The only time this doesn't work well is if you have some really active fish or something who are really churning it up.
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Old 10-19-2008, 10:13 PM   #14
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I have yet to hear of a single person actually liking a battery powered vac. I'd say just buy the larger gravel vac if you need one.
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Old 10-19-2008, 10:16 PM   #15
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Ok great Thanks!! You guys have all helped so much.
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Old 10-19-2008, 11:16 PM   #16
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Buy a python for gravel vacuuming. I would not be without one ever again. It attaches directly to the faucet and makes water changes a breeze. You will never lug a bucket again.
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Old 10-20-2008, 07:42 AM   #17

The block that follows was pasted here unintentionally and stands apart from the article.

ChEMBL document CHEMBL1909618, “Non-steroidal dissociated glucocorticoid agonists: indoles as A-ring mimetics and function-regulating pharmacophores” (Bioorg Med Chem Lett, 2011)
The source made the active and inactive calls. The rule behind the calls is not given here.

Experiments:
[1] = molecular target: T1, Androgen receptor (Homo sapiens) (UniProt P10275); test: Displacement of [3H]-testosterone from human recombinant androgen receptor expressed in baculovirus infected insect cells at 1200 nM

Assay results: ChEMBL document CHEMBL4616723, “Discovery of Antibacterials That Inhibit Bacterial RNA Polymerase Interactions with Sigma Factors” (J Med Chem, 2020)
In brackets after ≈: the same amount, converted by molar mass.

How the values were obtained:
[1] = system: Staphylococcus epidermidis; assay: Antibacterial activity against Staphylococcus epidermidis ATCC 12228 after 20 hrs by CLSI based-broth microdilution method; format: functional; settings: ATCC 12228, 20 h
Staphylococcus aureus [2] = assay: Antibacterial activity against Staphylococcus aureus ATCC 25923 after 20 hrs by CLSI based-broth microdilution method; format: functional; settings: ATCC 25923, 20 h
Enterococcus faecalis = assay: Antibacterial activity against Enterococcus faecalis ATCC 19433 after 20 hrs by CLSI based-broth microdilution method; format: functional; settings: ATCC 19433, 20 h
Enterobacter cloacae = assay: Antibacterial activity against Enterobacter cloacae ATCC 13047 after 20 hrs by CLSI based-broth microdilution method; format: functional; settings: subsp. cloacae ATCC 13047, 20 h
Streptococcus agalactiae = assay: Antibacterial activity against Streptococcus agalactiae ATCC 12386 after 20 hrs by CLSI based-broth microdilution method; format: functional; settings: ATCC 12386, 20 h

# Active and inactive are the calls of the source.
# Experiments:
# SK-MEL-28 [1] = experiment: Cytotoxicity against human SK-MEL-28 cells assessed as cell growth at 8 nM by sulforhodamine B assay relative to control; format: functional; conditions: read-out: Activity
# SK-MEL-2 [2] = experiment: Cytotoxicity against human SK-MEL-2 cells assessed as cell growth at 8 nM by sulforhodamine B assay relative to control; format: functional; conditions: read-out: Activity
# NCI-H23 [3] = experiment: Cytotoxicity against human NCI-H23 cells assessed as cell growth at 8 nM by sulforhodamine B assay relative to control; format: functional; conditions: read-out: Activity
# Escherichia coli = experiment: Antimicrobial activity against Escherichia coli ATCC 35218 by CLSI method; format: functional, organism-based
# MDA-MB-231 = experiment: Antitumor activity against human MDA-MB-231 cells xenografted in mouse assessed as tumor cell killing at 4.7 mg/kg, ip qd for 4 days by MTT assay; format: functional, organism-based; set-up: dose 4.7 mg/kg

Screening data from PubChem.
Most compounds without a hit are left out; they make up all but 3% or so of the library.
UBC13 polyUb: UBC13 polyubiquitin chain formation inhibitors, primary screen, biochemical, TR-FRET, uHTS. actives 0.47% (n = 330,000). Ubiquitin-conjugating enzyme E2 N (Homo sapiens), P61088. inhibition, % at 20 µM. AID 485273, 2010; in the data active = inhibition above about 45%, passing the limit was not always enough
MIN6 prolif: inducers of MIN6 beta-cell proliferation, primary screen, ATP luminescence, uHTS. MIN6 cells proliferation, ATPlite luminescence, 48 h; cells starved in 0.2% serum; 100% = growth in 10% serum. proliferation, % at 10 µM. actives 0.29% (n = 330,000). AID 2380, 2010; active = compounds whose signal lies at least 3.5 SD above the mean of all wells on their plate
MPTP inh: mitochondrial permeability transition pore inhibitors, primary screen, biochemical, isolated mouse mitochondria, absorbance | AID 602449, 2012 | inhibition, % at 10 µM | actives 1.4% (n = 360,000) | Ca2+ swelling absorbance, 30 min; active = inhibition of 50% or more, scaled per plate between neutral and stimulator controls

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Alright will do. So how frequently do you need to stir up the sand yourself if you have the snails? Someone said every water change, but how frequently should I be doing water changes? I'm sure that's stickied somewhere can someone point me in that direction please? Thanks again
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Old 10-20-2008, 08:08 AM   #18
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Normally the rule is 10% water change every week.

Some do more like 20-25% weekly. Some do like 25% every 2 weeks.

Then people with planted and fertilized tanks, follow a method which requires 50% water changes weekly
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Old 10-20-2008, 08:37 AM   #19
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Alright will do. So how frequently do you need to stir up the sand yourself if you have the snails?
If you have MTS burrowing in your substrate, then you don't need to do any additional stirring of it at all. The MTS will do all of your work for you.
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Old 10-20-2008, 01:10 PM   #20
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generall rule of thumb on calculating substrate would be 2lb per gallon. BUT, ive personally always found that to be ALOT Of FRIGGIN SUBSTRATE.

my tank is a 55 gal and i use 75lbs.

also, i beleive, if you have a planted tank it may b different. not sure though.